A focus on easy maintenance would reduce the operating costs of the HL-20 PLS. The vehicle would be prepared in a horizontal position, and its large exterior access panels permit easy access to subsystems, allowing easy servicing or replacement. The selection and design of these subsystems would emphasize simplicity and reduce maintenance requirements: for example, hydraulic systems would be replaced by all-electric controls. Moreover, unlike the Space Shuttle, the HL-20 would not have a payload bay or main engine propulsion, and its thermal protection system, while similar to the Space Shuttle's combination of tiles and ablative coatings, would be far quicker to inspect and maintain due to the HL-20's much smaller size. These design changes and subsystem simplifications, along with the adoption of aircraft maintenance philosophies, could reduce the HL-20 preparation man-hours to less than 10 percent of the Space Shuttle Orbiter's requirement.
To protect the crew during an aborted launch, the HL-20 PLS incorporates several safety features. Its interior layout with a ladder and hatch arrangement was designed to permit rapid egress of passengers and crew for emergencies on the launch pad. For emergencies during which the crew must leave at once (launch vehicle fire or explosion), the HL-20, in a manner much similar to Apollo program rockets, would be equipped with emergency escape rockets to push the PLS away from the booster. Once at a safe distance, three emergency parachutes would open to slow the vehicle's descent into the ocean. Upon splashdown, inflatable flotation devices would ensure that at least one of the PLS's two hatches is above the water and available for emergency crew egress.
In October 1989, Rockwell International (Space Systems Division) began a year-long contracted effort managed by Langley Research Center to perform an in-depth study of PLS design and operations with the HL-20 concept as a baseline for the study. Using a concurrent engineering approach, Rockwell factored supportable, efficient design and operations measures into defining a detailed, cost-effective design along with a manufacturing plan and operations assessment. A key finding of this study was the realization that while design and technological factors could reduce costs of a new manned space transportation system, further significant savings would be possible only if a new operations philosophy were adopted which treated PLS in a manner similar to an operational airliner rather than a research and development space vehicle.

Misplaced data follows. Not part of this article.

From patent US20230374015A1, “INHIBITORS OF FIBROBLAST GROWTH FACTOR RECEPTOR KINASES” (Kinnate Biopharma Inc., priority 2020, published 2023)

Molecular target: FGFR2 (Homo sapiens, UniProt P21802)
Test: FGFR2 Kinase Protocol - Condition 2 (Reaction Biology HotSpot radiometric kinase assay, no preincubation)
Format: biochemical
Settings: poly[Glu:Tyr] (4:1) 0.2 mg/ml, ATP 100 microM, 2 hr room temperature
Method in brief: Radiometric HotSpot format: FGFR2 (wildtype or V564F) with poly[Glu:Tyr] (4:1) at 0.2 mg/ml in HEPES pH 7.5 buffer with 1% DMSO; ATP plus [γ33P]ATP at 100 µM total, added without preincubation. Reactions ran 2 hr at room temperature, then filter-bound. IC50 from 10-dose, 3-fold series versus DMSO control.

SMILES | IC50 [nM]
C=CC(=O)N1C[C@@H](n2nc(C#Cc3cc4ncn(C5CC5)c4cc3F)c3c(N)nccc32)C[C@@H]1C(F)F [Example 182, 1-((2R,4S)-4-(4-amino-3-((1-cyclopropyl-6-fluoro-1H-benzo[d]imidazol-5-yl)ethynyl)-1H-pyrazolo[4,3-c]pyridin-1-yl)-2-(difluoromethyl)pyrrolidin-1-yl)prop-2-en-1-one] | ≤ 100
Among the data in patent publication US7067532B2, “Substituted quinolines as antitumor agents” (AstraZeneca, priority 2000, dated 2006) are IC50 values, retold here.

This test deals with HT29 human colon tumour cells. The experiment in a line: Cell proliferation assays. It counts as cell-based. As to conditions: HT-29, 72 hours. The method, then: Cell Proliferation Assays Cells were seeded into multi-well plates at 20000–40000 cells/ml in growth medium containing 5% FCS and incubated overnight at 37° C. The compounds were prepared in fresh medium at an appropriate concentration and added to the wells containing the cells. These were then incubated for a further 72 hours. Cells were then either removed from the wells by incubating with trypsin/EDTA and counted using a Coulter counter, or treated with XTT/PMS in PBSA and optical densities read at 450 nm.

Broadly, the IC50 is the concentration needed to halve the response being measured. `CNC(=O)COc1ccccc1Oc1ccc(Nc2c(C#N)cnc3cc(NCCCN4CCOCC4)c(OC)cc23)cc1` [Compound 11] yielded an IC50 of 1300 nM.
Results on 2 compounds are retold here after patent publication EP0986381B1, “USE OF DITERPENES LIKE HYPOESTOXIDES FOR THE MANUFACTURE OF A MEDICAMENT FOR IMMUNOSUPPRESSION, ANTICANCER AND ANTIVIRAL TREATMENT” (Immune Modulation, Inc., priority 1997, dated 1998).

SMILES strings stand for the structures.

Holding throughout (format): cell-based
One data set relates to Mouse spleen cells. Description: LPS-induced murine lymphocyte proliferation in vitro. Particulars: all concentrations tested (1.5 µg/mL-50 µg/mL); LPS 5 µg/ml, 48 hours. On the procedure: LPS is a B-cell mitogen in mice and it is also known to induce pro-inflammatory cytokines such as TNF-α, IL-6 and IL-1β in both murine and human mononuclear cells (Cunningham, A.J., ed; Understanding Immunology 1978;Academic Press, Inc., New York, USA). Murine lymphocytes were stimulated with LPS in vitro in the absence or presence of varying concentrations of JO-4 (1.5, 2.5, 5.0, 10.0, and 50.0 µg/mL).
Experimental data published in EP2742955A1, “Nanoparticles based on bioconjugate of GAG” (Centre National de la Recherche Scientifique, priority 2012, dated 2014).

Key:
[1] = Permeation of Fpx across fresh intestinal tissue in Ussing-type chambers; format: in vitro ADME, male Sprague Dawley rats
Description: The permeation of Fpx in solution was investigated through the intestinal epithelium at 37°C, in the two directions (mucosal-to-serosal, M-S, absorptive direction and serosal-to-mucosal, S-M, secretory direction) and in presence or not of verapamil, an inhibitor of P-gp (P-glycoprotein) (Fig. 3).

In October 1991, the Lockheed Advanced Development Company began a study to determine the feasibility of developing a prototype and operational system. Their objectives were to assess technical attributes, determine flight qualification requirements, and develop cost and schedule estimates.
A cooperative agreement between NASA, North Carolina State University and North Carolina A&T University led to the construction of a full-scale model of the HL-20 PLS for further human factors research on this concept. Students at the universities, with requirements furnished by Langley and guidance from university instructors, designed the research model during their spring 1990 semester with construction following during the summer. The resulting model was used to evaluate human factors such as crew ingress and egress operations, crew volume and habitability arrangements, and visibility requirements for the crew during docking and landing operations.